Paul Nunnari is a Paralympic athletics competitor from New South Wales, Australia. He was hit by a car at the age of eleven and is a wheelchair user. He has competed in wheelchair athletics events in three Paralympic Games. He was also on Australia’s Got Talent, acrobatically spinning from a rope in his wheelchair.
Maddison Elliott has right-side cerebral palsy as a result of a neonatal stroke. She brought home gold for Australia in the 100m freestyle final in a Paralympic record time of 1:04.73.
Tiffany Thomas Kane was born with hypochondroplasia and is of short stature. When she was fourteen years old, she won three bronze medals for Australia, including the 50m freestyle with an impressive time of 0:34.41.
My great mate, Quentin Kenihan, has been in the public eye all his life. He first came to prominence as a kid on A Current Affair with Mike Willesee. He’s since created his own TV series, award-winning short films, live comedy shows, a public speaking career and recently published a bestselling memoir (Not All Superheroes Wear Capes [published by Hachette]). And, to top it off, he starred in the recent blockbuster movie Mad Max. Russell Crowe describes Quentin as ‘the toughest man I’ve ever met’. Quentin has Osteogenesis imperfecta, a condition that makes his bones brittle – he’s had over five hundred broken bones in his lifetime. But he’s had achievements most of us would envy, and there are more to come.
As for me, I have secondary progressive MS. I recently co-wrote and co-directed a major movie (Spin Out), did a world tour with the Doug Anthony Allstars DAAS LIVE, co-wrote a play for the Edinburgh Festival, developed an orchestral performance piece (Billie & the Dinosaurs) and taught comedy screenwriting at NYU. But compared to those people above, it’s chickenfeed.
Are you exhausted yet? Feeling inadequate? If you’re able-bodied, you should be. If you have a disability, you won’t be at all surprised.
The fact is people with disabilities (PwD) can perform wonders.
But despite their high achievements, the labour force participation rate for PwD is 30% lower than for people without disability. Graeme Innes, Australia’s former Disability Discrimination Commissioner, blames ‘the soft prejudice of low expectations’ that many employers have against PwD.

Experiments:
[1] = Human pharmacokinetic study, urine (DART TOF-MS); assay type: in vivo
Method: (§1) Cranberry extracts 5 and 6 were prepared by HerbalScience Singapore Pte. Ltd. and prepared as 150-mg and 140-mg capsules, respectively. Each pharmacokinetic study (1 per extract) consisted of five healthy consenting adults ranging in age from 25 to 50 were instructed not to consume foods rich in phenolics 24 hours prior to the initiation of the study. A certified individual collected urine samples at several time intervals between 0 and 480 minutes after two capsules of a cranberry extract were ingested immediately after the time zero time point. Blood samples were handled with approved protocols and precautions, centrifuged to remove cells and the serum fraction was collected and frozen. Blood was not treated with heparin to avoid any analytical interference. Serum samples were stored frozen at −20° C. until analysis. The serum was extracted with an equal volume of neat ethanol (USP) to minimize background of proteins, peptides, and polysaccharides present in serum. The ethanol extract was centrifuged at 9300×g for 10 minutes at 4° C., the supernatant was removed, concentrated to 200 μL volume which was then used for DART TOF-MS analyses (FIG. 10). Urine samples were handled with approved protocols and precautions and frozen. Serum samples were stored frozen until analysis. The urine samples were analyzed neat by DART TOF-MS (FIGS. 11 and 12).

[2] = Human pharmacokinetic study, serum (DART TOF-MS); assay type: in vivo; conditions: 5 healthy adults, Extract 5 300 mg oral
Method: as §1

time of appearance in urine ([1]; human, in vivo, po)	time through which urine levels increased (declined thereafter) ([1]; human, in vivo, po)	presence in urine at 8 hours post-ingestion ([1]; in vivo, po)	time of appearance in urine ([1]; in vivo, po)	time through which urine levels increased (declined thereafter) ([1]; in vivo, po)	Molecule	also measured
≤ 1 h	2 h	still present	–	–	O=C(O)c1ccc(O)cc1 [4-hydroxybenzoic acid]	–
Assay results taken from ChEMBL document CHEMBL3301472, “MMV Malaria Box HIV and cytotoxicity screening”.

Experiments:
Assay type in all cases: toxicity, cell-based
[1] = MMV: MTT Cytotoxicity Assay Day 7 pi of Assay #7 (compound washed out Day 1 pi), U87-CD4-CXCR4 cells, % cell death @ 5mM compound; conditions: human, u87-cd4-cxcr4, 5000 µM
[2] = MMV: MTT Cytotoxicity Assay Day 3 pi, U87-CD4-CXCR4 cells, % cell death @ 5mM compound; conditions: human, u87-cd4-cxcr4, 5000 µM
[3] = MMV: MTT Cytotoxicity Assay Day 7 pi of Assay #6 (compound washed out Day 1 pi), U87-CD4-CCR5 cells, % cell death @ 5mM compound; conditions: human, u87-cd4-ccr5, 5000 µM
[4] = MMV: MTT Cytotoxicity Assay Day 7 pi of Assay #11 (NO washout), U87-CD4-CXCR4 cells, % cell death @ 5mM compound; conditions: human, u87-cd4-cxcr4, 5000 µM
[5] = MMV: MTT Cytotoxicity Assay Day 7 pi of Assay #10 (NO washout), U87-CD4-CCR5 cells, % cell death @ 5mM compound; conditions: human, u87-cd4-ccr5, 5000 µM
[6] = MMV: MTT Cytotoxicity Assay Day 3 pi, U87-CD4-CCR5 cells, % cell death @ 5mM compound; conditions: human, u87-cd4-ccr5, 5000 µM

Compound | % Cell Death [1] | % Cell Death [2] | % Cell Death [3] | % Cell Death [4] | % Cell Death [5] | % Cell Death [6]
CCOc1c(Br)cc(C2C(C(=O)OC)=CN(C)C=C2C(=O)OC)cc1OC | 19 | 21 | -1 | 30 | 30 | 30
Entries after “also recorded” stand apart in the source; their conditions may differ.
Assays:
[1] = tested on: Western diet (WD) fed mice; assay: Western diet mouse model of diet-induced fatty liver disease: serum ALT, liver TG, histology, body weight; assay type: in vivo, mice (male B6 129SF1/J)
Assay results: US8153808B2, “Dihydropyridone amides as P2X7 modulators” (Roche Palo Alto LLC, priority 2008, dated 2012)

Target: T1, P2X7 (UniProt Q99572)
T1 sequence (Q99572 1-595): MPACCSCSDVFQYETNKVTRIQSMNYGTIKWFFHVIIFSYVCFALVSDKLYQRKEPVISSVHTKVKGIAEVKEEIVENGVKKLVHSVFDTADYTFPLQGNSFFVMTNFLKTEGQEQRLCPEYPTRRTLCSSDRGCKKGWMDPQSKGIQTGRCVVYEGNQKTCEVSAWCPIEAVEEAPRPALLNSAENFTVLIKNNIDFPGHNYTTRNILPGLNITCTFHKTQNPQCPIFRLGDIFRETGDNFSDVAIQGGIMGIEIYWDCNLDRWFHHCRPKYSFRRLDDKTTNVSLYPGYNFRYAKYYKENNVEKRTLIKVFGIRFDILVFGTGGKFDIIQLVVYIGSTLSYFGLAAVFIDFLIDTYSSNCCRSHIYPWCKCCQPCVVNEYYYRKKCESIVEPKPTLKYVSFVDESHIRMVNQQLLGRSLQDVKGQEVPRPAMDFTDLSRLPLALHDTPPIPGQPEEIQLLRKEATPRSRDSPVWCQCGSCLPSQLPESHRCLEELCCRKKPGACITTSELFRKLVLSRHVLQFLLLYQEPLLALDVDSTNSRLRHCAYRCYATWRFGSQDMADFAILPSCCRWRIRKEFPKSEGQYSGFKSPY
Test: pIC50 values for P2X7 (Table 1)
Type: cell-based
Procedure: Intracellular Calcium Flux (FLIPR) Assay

Sure, people with disability might need to have special consideration to account for their condition, whatever it may be, but once they are set up in a workplace, they’ll participate and contribute like anyone else. In fact, people with disabilities take fewer sick days than people without.
You see, a disability is just that – one disability. Usually, the unaffected faculties of PwD work just fine. Once a disability has been accounted for, employers discover they have workers who truly value the opportunity to work, who go the extra mile. Best of all, customers and clients look favourably upon companies who engage people with disabilities. (A banking executive told me having tellers with disabilities makes customers think twice before unleashing their tempers at the bank’s shortcomings.)
Screen NSW has recently launched Screenability, an initiative that’s placing PwD in film and TV production roles. The results have been extraordinary, with the new workers already making great gains in these challenging industries.
So, if you’re an employer, don’t discount hiring people with disabilities. We can work as long and as hard as anyone else. And we make you look good to your customers!
And if you’re an everyday citizen, remember that disabilities don’t discount a person from leading a fulfilling and productive life in the broad community. Unless you can spin somersaults in a flying wheelchair, it’s time to raise your expectations of people with a disability.
Comedian, actor, director
(Photo by George Fetting)
I was born with a double cleft palate, I’ve gone through so many operations since I was born. Since then I’ve know that I have had hearing problem but never got a chance to look into it.
After I arrived in Australia in 1996, my sister brought me to an ear specialist and I received a hearing aid for my left ear, my right hearing was still ok at that time. When I gave birth to my youngest daughter in 2006, I lost my hearing aid and I couldn’t afford to get another one. My sister’s friend gave me her husband’s old hearing aid and I was using that.